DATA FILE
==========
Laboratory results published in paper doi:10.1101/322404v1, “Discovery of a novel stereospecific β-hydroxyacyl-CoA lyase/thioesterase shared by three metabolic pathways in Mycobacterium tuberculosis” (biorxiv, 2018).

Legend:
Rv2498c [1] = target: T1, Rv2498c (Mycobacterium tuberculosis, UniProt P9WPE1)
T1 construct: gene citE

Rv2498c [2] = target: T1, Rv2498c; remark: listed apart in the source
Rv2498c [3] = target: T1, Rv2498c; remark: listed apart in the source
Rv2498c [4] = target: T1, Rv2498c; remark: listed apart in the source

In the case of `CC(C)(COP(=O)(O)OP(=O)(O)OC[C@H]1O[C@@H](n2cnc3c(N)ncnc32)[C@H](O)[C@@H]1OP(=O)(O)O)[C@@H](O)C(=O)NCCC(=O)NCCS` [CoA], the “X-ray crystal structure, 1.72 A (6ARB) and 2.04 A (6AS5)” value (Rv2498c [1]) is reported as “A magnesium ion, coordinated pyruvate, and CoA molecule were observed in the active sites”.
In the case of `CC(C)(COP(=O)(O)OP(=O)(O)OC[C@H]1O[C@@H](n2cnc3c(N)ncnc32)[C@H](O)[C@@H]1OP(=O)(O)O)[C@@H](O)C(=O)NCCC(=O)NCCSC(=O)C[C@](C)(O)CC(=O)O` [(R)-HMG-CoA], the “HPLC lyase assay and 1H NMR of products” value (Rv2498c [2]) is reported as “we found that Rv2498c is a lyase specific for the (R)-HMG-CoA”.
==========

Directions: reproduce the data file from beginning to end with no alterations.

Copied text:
Laboratory results published in paper doi:10.1101/322404v1, “Discovery of a novel stereospecific β-hydroxyacyl-CoA lyase/thioesterase shared by three metabolic pathways in Mycobacterium tuberculosis” (biorxiv, 2018).

Legend:
Rv2498c [1] = target: T1, Rv2498c (Mycobacterium tuberculosis, UniProt P9WPE1)
T1 construct: gene citE

Rv2498c [2] = target: T1, Rv2498c; remark: listed apart in the source
Rv2498c [3] = target: T1, Rv2498c; remark: listed apart in the source
Rv2498c [4] = target: T1, Rv2498c; remark: listed apart in the source

In the case of `CC(C)(COP(=O)(O)OP(=O)(O)OC[C@H]1O[C@@H](n2cnc3c(N)ncnc32)[C@H](O)[C@@H]1OP(=O)(O)O)[C@@H](O)C(=O)NCCC(=O)NCCS` [CoA], the “X-ray crystal structure, 1.72 A (6ARB) and 2.04 A (6AS5)” value (Rv2498c [1]) is reported as “A magnesium ion, coordinated pyruvate, and CoA molecule were observed in the active sites”.
In the case of `CC(C)(COP(=O)(O)OP(=O)(O)OC[C@H]1O[C@@H](n2cnc3c(N)ncnc32)[C@H](O)[C@@H]1OP(=O)(O)O)[C@@H](O)C(=O)NCCC(=O)NCCSC(=O)C[C@](C)(O)CC(=O)O` [(R)-HMG-CoA], the “HPLC lyase assay and 1H NMR of products” value (Rv2498c [2]) is reported as “we found that Rv2498c is a lyase specific for the (R)-HMG-CoA”.